This study of English political thought in the eighteenth and nineteenth centuries is organized around the concept of a Whig tradition. Professor Burrow argues that the study of nineteenth-century liberal thought has taken insufficient account of its eighteenth-century antecedents. The work of modern scholars on eighteenth-century themes, especially the civic humanist tradition and the Scottish Enlightenment, is drawn on as a preamble to considering the central ideas of Liberalism. The book traces how the concept changed between the early eighteenth and the late nineteenth century, and examines the main points of continuity, analogy, and difference in the progress of society, public opinion, individuality, and the idea of balance. A concluding chapter looks at the early twentieth century.
'a work of great intellectual distinction'
Times Literary Supplement
'densely-packed and swiftly-moving argument ... the book is a striking vindication of the kind of intellectual history of which its author is a master ... a book that sends one back with heightened awareness to the sources on which its arguments are based'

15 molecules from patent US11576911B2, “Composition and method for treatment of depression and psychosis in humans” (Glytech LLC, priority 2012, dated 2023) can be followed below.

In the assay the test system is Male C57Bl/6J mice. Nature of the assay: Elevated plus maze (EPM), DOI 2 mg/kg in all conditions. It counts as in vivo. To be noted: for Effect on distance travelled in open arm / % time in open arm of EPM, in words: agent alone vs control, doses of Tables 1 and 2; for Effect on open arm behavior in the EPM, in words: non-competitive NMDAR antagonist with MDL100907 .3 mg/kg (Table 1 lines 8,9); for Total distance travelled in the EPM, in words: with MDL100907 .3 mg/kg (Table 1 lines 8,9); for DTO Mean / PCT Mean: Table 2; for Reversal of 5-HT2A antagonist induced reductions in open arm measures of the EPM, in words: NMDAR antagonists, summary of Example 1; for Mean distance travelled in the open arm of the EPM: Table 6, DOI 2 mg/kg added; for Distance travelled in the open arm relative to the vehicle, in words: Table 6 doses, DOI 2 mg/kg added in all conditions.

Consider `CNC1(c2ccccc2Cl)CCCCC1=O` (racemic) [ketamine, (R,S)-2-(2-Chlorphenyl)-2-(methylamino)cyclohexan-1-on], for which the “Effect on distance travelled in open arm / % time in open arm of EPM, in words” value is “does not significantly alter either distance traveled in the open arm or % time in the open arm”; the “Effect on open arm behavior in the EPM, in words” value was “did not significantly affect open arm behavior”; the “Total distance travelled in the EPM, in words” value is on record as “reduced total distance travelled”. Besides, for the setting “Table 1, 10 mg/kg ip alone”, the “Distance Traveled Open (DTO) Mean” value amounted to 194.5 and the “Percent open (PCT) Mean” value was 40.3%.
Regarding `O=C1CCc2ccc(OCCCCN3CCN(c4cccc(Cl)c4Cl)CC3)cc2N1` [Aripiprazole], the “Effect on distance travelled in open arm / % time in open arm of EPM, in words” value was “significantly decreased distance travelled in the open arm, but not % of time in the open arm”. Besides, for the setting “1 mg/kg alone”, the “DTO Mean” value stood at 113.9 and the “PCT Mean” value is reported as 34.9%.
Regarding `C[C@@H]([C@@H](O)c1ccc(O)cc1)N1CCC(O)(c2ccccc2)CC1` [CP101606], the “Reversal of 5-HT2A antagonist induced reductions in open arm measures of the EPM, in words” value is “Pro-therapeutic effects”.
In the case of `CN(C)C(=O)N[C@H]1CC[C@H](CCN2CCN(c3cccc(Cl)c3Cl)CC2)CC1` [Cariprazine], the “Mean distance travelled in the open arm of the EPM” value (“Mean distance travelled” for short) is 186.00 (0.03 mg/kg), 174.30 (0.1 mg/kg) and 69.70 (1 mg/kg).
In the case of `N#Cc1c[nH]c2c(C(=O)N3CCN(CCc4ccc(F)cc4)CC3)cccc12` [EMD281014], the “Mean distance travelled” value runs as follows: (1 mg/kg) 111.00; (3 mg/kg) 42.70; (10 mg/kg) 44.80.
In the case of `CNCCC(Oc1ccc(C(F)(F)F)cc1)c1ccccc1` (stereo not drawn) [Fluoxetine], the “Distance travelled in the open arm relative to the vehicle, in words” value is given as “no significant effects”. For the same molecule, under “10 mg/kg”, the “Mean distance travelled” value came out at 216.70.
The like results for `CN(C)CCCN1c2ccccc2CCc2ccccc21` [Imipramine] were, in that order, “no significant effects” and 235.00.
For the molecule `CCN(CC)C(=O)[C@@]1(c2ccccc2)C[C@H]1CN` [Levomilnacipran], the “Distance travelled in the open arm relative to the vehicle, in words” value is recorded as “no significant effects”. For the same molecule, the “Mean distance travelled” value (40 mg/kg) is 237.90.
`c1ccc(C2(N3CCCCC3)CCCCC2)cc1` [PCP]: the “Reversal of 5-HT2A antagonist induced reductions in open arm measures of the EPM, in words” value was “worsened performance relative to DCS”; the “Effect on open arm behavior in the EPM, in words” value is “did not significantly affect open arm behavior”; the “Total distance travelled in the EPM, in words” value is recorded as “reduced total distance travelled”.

J. H. Burns, London Review of Books
'an elegant synthesis of the state of the art in a fast changing discipline and an invigorating display of new insights into old problems Whigs and Liberals is also beautifully written. The prose is limpid, the manner of its presentation is assured and witty, and the book is a delight to read.'
S.J.D. Green, All Souls College, Oxford, Journal of Ecclesiastical History
`the book is a most interesting and suggestive one ... One emerges from the book feeling that although its texture might conceivably have been made a little less intricate and imperspicuous, one has gained a lot from it'.
J.R. Dinwiddy, English Historical Review, Oct 1991.
'the book is a most interesting and suggestive one ...A rich variety of other analogies and mutations is investigated; and one emerges from the book feeling that ... one has gained a lost from it.'
J.R. Dinwiddy, Royal Holloway & Bedford New College, London, EHR Oct 91
Preface. Whigs and Liberals; polity and society; the sovereignty of opinion; autonomy and self-realization - from independence to individuality; balance and diversity - from Roman corruption to Chinese stationariness; subordinate partialities - sinister interests and corporate rights. Index.